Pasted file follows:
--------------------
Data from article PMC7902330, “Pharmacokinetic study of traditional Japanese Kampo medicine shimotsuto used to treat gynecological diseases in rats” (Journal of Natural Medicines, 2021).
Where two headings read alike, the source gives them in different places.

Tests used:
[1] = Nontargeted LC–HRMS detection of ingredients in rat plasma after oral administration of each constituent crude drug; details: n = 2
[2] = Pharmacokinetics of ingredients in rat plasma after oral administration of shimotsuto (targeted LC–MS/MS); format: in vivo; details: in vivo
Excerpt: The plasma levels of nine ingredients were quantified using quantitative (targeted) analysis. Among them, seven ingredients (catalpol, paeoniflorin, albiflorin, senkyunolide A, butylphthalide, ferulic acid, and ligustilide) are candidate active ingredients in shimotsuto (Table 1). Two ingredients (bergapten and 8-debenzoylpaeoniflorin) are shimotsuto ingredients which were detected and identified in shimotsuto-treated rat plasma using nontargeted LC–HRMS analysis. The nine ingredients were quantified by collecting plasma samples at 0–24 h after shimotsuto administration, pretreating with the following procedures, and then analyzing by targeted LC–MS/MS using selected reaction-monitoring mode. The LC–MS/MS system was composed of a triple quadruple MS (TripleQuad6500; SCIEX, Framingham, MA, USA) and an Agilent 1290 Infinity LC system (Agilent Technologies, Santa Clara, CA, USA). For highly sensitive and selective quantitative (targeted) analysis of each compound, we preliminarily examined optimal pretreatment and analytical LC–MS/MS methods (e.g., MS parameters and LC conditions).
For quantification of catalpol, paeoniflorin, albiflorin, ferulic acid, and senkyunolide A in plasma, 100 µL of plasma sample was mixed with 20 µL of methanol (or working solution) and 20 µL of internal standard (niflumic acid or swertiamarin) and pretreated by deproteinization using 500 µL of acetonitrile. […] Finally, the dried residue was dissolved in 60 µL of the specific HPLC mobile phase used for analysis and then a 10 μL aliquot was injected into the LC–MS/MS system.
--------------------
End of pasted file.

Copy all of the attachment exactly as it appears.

Data from article PMC7902330, “Pharmacokinetic study of traditional Japanese Kampo medicine shimotsuto used to treat gynecological diseases in rats” (Journal of Natural Medicines, 2021).
Where two headings read alike, the source gives them in different places.

Tests used:
[1] = Nontargeted LC–HRMS detection of ingredients in rat plasma after oral administration of each constituent crude drug; details: n = 2
[2] = Pharmacokinetics of ingredients in rat plasma after oral administration of shimotsuto (targeted LC–MS/MS); format: in vivo; details: in vivo
Excerpt: The plasma levels of nine ingredients were quantified using quantitative (targeted) analysis. Among them, seven ingredients (catalpol, paeoniflorin, albiflorin, senkyunolide A, butylphthalide, ferulic acid, and ligustilide) are candidate active ingredients in shimotsuto (Table 1). Two ingredients (bergapten and 8-debenzoylpaeoniflorin) are shimotsuto ingredients which were detected and identified in shimotsuto-treated rat plasma using nontargeted LC–HRMS analysis. The nine ingredients were quantified by collecting plasma samples at 0–24 h after shimotsuto administration, pretreating with the following procedures, and then analyzing by targeted LC–MS/MS using selected reaction-monitoring mode. The LC–MS/MS system was composed of a triple quadruple MS (TripleQuad6500; SCIEX, Framingham, MA, USA) and an Agilent 1290 Infinity LC system (Agilent Technologies, Santa Clara, CA, USA). For highly sensitive and selective quantitative (targeted) analysis of each compound, we preliminarily examined optimal pretreatment and analytical LC–MS/MS methods (e.g., MS parameters and LC conditions).
For quantification of catalpol, paeoniflorin, albiflorin, ferulic acid, and senkyunolide A in plasma, 100 µL of plasma sample was mixed with 20 µL of methanol (or working solution) and 20 µL of internal standard (niflumic acid or swertiamarin) and pretreated by deproteinization using 500 µL of acetonitrile. […] Finally, the dried residue was dissolved in 60 µL of the specific HPLC mobile phase used for analysis and then a 10 μL aliquot was injected into the LC–MS/MS system.